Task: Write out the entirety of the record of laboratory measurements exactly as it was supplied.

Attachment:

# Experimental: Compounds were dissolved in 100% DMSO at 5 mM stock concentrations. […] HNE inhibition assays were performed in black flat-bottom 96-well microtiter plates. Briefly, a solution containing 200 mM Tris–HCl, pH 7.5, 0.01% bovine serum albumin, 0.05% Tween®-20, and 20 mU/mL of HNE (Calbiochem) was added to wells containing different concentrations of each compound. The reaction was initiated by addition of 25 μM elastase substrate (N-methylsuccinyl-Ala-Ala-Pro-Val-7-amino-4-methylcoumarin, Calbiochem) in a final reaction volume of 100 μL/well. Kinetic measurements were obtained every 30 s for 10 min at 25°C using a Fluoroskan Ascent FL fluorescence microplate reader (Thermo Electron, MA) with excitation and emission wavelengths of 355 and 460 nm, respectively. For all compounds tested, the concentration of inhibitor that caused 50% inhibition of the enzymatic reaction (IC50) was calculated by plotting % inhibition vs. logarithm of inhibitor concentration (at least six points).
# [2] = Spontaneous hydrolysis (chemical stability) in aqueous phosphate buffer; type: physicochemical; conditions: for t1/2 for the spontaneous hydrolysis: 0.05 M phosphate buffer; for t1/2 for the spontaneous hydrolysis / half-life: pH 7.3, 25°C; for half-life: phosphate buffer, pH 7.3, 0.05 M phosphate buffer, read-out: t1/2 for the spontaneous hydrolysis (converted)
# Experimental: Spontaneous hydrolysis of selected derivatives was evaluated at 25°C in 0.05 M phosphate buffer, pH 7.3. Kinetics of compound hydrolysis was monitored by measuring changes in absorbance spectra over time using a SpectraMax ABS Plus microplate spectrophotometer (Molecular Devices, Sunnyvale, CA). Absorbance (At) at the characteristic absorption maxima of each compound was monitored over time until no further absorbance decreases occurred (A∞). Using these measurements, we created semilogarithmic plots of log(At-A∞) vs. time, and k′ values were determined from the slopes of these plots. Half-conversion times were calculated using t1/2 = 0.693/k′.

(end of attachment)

# Experimental: Compounds were dissolved in 100% DMSO at 5 mM stock concentrations. […] HNE inhibition assays were performed in black flat-bottom 96-well microtiter plates. Briefly, a solution containing 200 mM Tris–HCl, pH 7.5, 0.01% bovine serum albumin, 0.05% Tween®-20, and 20 mU/mL of HNE (Calbiochem) was added to wells containing different concentrations of each compound. The reaction was initiated by addition of 25 μM elastase substrate (N-methylsuccinyl-Ala-Ala-Pro-Val-7-amino-4-methylcoumarin, Calbiochem) in a final reaction volume of 100 μL/well. Kinetic measurements were obtained every 30 s for 10 min at 25°C using a Fluoroskan Ascent FL fluorescence microplate reader (Thermo Electron, MA) with excitation and emission wavelengths of 355 and 460 nm, respectively. For all compounds tested, the concentration of inhibitor that caused 50% inhibition of the enzymatic reaction (IC50) was calculated by plotting % inhibition vs. logarithm of inhibitor concentration (at least six points).
# [2] = Spontaneous hydrolysis (chemical stability) in aqueous phosphate buffer; type: physicochemical; conditions: for t1/2 for the spontaneous hydrolysis: 0.05 M phosphate buffer; for t1/2 for the spontaneous hydrolysis / half-life: pH 7.3, 25°C; for half-life: phosphate buffer, pH 7.3, 0.05 M phosphate buffer, read-out: t1/2 for the spontaneous hydrolysis (converted)
# Experimental: Spontaneous hydrolysis of selected derivatives was evaluated at 25°C in 0.05 M phosphate buffer, pH 7.3. Kinetics of compound hydrolysis was monitored by measuring changes in absorbance spectra over time using a SpectraMax ABS Plus microplate spectrophotometer (Molecular Devices, Sunnyvale, CA). Absorbance (At) at the characteristic absorption maxima of each compound was monitored over time until no further absorbance decreases occurred (A∞). Using these measurements, we created semilogarithmic plots of log(At-A∞) vs. time, and k′ values were determined from the slopes of these plots. Half-conversion times were calculated using t1/2 = 0.693/k′.